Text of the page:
I want to get good at Haskell some day, but to what end?
Yes - and although we might be drifting off topic, this stuff is so arcane, that we probably wouldn't be able to hijack this thread with it!
Talk about a "secret language"
Haskell's syntax is not much harder than that of, say, Python.
Yes, I stand corrected, I should have said "lexically" difficult (see sample code below).
If you're mathematically inclined, Haskell has great symbolic abilities, as you probably well know. Often, when I have to do a matlab, R, or Mathematica formula, I try to figure out how to do it in Haskell too. Differential equations, for example, just fly off the keyboard, but then a week later look like an alien visitation.
It's a subtle, tough language - but probably one of the best, most wide open I've ever studied (been coding since 1974, so I've seen a few
. There's two things about Haskell, well probably any FP, that take getting used to: that variables really aren't variable and that consistently aiming towards the "pointfree" coding style is actually healthier than using syntactically embedded data. The former can mortally wound a procedural coder, while the latter may make your eyes cross, if you weren't weaned on LISP. (Curses to the Oppressive Parenthesis, Praise Be the White Space Significance!)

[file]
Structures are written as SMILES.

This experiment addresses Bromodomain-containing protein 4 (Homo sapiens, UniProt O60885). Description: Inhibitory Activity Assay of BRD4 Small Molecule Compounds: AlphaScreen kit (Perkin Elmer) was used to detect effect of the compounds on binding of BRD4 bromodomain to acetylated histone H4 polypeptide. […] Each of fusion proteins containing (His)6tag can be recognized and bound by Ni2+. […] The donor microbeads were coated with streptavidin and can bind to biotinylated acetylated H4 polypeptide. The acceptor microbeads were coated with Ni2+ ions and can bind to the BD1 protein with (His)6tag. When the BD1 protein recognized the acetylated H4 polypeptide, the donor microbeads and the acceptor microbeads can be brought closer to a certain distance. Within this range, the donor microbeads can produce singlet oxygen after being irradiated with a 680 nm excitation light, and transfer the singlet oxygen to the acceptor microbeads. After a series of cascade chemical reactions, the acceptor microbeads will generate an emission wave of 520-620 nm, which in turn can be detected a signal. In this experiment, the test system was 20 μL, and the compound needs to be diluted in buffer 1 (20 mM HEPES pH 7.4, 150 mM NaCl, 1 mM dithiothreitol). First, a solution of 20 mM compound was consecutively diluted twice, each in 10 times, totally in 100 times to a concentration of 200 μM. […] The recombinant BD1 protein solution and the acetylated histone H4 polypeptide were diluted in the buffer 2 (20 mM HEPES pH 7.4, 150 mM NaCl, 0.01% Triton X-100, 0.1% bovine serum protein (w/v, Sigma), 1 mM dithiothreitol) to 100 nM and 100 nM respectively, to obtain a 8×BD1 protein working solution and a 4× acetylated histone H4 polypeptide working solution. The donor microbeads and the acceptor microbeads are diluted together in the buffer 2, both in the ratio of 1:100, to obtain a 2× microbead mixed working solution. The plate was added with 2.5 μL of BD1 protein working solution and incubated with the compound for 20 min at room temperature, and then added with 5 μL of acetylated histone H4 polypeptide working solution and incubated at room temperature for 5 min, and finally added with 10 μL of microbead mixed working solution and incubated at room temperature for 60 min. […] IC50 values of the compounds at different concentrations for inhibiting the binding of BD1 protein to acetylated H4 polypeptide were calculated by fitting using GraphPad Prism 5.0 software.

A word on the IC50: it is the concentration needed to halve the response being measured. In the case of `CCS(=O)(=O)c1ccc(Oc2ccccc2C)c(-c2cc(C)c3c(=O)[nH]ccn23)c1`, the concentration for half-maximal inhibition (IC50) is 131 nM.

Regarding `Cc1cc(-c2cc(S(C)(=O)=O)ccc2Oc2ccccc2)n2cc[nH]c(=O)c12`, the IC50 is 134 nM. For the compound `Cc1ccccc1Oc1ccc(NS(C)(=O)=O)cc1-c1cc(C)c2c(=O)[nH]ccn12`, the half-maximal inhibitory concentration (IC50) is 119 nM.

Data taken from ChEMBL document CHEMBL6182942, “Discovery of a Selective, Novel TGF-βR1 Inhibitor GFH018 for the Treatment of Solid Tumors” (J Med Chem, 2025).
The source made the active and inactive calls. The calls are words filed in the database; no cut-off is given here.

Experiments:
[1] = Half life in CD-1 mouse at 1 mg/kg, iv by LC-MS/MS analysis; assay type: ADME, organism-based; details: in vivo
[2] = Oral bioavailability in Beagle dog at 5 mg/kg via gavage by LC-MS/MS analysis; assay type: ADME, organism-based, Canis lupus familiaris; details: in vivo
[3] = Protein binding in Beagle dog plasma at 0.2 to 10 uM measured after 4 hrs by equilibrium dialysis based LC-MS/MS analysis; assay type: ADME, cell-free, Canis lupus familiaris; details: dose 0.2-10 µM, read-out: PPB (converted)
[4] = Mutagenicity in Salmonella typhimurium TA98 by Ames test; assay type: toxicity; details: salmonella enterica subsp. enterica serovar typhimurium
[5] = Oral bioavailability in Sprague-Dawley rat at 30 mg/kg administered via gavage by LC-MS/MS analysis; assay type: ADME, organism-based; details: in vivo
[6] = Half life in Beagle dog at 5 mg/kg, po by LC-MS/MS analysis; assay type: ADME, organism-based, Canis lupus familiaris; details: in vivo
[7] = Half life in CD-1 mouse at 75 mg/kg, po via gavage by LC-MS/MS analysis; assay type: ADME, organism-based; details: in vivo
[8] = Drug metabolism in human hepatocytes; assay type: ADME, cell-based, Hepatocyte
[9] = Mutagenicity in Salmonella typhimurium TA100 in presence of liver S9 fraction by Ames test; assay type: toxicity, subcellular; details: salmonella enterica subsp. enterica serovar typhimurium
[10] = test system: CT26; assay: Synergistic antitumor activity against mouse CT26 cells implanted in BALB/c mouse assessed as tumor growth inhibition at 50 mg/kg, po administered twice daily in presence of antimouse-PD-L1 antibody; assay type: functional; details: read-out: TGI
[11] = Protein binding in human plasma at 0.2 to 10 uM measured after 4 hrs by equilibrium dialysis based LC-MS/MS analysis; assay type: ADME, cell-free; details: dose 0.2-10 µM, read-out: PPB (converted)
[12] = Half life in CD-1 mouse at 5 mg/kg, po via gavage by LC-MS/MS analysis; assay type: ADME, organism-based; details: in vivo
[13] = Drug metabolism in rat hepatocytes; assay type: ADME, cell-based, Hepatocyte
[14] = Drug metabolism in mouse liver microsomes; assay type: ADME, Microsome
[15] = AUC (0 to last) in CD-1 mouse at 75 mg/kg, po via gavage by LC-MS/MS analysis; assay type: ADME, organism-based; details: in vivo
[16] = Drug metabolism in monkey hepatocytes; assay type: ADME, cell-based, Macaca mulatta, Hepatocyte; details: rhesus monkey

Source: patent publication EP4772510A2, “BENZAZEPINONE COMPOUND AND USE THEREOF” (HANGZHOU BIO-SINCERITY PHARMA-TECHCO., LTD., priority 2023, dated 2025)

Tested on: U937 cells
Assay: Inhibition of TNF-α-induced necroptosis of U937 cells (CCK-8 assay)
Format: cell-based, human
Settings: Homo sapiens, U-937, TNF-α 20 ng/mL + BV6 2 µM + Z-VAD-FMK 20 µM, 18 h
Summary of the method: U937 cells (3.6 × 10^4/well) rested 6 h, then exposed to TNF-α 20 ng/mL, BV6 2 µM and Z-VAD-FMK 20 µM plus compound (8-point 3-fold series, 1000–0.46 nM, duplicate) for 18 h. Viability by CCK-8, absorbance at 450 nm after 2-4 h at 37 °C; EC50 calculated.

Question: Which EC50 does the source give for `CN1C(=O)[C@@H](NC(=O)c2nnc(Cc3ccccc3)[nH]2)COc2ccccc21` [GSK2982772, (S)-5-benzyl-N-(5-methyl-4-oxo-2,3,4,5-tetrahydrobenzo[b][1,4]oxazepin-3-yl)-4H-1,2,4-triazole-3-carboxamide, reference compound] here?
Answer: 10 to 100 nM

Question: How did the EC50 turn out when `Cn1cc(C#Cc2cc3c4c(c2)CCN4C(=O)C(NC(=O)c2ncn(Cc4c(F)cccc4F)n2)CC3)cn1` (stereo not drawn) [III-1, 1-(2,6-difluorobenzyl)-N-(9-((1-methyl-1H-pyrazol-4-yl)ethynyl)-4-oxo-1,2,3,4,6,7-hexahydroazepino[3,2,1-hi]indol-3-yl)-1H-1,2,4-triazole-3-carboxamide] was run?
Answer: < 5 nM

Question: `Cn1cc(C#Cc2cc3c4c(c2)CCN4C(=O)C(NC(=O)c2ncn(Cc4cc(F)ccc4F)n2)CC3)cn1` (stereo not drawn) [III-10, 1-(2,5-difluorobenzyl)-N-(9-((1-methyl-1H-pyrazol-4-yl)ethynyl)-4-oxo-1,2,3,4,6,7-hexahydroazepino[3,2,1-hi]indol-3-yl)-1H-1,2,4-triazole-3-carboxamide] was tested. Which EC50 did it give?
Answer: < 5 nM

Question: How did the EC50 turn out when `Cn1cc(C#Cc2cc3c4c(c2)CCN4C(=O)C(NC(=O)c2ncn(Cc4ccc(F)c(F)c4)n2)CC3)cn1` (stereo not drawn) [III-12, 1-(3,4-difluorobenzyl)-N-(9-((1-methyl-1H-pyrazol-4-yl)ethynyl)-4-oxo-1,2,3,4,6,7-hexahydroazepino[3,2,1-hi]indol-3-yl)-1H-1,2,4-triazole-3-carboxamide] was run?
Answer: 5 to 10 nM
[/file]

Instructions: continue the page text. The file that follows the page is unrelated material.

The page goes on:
I think I'm gonna dink around with Xmonad just to support it's Haskell roots...
here's two of my favorites:
-- fibonacci sequence
unfoldr (\(f1,f2) -> Just (f1,(f2,f1+f2))) (0,1)
fibs = 0:1:zipWith (+) fibs (tail fibs)
fib = 0:scanl (+) 1 fib
-- pascal triangle
pascal = iterate (\row -> zipWith (+) ( ++ row) (row ++ )) 
Clipped directly from http://www.haskell.org/haskellwiki/Blow_your_mind#Monad_magic